Save Cold Cash

Oct. 8, 2009
Here are a few tips to keep your winter energy bills under control.

Every fall, northern plants start preparing for the long winter. With outside temperatures dropping, problems can develop because of poor insulation or equipment icing. Typically, sites use heat to keep things from freezing, plugging, or becoming too viscous. Here are a few tips to improve your process.

Short-circuit your cooling water system — In certain areas, cooling water can get too cold and make it difficult to control processes depending on a cooling system. Trying to reduce flow can have devastating effects as slower velocity in exchangers may produce corrosion or plugging problems. Monitor your cooling-water supply temperature to make sure it isn’t getting too cold. The first line of defense is turning off  fans in your cooling tower. Some places will actually physically block air flow.[pullquote]

In once-through systems or river water systems, there’s no way to change supply temperature. Instead, feed return water to some supply pumps to control supply temperature. This allows units to operate without closing valves. The only negative is build up of corrosive material, which may cause you to increase blowdown.

Lower your tower pressures – If not limited by compressor inlet pressure or any downstream pressure, recalculate tower pressure to take advantage of cooler accumulator temperatures. A tower at lower pressure would need less reboiler duty to make the same split. So, the colder it gets, the more process energy you can save. Other systems, such as blowers and compressors, may have more capacity as temperature drops. Identify these systems and use them to your advantage.
Conduct insulation audits – After the next heavy rain, check steam and fuel gas usage to see how much more was used. Some meters jump 10%–20%. Many insulation companies have audit programs or you can send someone to them to learn how to audit insulation. I use a thermal camera to help me decide where insulation is needed (For information on thermography, see www.ChemicalProcessing.com/articles/2009/202.html.) But have enough insulation for high temperature systems and make sure insulation is sealed to prevent water from ruining your system. Water in insulation can reduce insulation rating or turn to ice and cause more damage. Surprisingly, bottled foam works well in non-flammable areas. Asphalt, paint and cladding can seal insulation — but your system must be able to “breathe” so moisture can escape.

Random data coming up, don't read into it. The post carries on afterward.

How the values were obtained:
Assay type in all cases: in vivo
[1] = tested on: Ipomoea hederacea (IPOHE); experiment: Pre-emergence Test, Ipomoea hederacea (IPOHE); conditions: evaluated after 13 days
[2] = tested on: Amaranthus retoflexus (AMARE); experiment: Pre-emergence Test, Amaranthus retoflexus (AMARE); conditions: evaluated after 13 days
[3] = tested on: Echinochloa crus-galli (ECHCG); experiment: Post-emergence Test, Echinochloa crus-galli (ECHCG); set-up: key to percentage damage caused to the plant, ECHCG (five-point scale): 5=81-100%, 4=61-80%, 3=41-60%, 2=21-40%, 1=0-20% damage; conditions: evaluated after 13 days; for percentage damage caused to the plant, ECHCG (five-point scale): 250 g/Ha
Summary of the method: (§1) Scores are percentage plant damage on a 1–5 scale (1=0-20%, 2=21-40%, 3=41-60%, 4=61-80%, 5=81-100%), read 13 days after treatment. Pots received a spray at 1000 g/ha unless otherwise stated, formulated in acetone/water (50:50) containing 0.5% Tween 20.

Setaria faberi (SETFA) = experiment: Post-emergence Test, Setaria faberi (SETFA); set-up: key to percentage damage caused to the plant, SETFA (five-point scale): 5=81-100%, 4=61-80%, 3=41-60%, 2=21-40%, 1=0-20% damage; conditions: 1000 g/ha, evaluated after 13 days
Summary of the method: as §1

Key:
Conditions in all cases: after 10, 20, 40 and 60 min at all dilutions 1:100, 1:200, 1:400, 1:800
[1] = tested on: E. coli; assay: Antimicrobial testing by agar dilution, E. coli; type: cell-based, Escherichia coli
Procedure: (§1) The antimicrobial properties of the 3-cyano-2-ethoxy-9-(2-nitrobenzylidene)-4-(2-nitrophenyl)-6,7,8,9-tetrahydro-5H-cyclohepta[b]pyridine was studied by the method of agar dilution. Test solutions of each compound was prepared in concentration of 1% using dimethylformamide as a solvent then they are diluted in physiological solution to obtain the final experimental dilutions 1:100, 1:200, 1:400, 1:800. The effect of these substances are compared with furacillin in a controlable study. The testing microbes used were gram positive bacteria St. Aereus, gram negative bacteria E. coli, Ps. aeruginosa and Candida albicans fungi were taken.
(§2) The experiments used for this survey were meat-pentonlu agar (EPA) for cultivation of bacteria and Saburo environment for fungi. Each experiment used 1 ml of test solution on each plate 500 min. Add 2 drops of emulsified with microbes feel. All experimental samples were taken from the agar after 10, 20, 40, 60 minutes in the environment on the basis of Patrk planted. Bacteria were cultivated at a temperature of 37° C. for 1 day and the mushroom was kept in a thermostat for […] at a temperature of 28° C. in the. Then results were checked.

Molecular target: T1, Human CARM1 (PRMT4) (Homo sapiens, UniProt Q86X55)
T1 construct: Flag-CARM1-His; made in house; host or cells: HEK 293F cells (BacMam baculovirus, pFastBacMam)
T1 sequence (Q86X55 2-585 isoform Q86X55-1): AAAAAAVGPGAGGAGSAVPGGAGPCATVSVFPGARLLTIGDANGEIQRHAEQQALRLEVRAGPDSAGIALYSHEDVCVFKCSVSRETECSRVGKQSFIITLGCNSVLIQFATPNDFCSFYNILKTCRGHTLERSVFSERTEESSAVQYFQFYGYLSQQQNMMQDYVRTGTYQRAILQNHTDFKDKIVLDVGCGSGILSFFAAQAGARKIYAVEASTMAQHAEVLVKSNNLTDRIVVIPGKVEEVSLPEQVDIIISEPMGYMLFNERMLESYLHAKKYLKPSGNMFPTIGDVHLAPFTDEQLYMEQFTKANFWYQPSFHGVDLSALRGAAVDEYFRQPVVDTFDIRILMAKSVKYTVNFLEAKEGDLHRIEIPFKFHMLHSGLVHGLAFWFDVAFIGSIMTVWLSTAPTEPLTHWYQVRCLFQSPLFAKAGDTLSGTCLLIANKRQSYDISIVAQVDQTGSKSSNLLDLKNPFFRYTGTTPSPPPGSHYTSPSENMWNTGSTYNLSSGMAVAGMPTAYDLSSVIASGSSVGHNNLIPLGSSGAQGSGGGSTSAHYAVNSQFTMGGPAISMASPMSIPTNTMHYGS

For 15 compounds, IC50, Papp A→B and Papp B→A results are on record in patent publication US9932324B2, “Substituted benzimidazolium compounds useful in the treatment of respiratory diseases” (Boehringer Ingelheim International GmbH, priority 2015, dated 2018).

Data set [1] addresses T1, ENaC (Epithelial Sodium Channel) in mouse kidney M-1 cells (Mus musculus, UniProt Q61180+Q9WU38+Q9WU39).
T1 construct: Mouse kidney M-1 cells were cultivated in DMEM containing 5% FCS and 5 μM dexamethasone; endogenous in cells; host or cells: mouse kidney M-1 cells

Heat tracing – The most common two types are steam and electric. I’ve heard arguments for using either and they’re both good. To me it boils down to how well you can maintain your systems. Steam requires a good program to monitor your system and repair leaks and plugs. Electric requires that circuits are working without any breakage. The difference in whether they work well or poorly typically depends upon the attitude of the people using them. Places where they believe the system is important to keep units running smoothly tend to take good care of their tracing and they get great results. Where the system is just another utility to watch there tends to be a lot of waste and trouble.

Before it gets too cold, you’ll need to turn on and test your systems. Hopefully, you’ve segmented it so you can operate each portion separately. For steam tracing, turn on your systems one by one and check each line for flow. Repair any steam leaks you find. Replace traps that have plugs or lines that have been damaged. A good running system can use low-pressure steam where available.

Electric systems are usually three-phase and work even when one phase develops a fault. Electronic systems are best if they’re kept on all year, but if you’re using one for winterizing, remember to turn it on early. They are meant to maintain heat and are slow to heat without a boost system, which is a big energy waster. Because they are electric systems, lights can be used to help determine where problems exist.

The third type of tracing is hot water. These can be real energy savers if water is produced from waste heat. Glycol water for systems that are well insulated or that experience mild winters work best. I know of one plant that circulates hot water to nearby businesses for winter heat. The synergy saves money for both the plant and the businesses.

Winter can cost your company a lot of money if you don’t properly maintain your winter systems. If you have found ways to save energy during the winter, please let me know.

Gary Faagau is Chemical Processing's Energy Columnist. You can e-mail him at [email protected].